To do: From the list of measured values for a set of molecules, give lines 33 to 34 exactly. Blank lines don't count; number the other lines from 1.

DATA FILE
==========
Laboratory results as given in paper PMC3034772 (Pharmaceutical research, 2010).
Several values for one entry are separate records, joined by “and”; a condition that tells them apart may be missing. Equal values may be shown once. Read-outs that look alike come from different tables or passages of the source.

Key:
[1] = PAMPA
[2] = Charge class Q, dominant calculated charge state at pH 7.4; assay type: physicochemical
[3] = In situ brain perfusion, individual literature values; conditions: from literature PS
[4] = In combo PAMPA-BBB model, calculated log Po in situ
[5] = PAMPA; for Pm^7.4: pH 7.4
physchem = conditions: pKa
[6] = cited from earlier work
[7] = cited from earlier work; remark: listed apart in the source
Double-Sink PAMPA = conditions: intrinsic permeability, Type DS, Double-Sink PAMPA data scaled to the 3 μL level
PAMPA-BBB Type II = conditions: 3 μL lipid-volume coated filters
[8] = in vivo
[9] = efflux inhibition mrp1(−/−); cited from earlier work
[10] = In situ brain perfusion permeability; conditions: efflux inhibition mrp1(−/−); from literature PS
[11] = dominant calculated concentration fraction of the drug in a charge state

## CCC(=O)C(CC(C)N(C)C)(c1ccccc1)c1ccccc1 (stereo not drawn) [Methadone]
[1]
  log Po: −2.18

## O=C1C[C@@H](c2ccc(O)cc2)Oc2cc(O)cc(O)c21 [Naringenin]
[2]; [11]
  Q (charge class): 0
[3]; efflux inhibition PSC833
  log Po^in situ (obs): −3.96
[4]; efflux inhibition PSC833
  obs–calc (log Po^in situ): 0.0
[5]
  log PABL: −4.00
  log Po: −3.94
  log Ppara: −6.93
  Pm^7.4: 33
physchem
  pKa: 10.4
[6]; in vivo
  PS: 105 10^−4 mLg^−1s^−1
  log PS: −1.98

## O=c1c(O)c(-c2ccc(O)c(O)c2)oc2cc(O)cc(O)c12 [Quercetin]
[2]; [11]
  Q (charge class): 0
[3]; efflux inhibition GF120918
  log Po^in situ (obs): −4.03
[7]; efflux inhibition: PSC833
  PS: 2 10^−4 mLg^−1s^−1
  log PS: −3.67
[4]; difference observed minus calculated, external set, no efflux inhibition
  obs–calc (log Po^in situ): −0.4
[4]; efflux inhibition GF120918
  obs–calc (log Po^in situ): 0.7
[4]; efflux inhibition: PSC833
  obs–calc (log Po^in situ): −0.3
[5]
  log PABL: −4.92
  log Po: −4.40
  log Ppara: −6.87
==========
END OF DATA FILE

physchem
  pKa: 10.4